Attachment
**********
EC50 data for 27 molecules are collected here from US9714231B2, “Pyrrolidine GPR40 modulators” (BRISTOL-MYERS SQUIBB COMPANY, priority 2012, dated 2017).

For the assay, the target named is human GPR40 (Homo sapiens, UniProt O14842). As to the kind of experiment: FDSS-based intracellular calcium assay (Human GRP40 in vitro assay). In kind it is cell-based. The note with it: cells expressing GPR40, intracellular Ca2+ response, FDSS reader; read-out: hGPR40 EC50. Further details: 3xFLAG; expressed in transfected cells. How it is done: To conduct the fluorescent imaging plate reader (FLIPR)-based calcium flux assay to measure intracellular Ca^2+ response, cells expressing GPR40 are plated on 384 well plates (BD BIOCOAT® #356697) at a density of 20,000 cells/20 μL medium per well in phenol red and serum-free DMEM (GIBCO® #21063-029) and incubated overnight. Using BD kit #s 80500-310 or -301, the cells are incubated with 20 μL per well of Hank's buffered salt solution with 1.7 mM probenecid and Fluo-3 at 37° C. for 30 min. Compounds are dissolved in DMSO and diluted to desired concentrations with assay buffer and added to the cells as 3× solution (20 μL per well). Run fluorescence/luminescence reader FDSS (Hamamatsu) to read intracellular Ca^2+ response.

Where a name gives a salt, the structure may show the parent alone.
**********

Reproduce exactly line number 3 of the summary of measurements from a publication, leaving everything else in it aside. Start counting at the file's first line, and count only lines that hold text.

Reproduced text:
Where a name gives a salt, the structure may show the parent alone.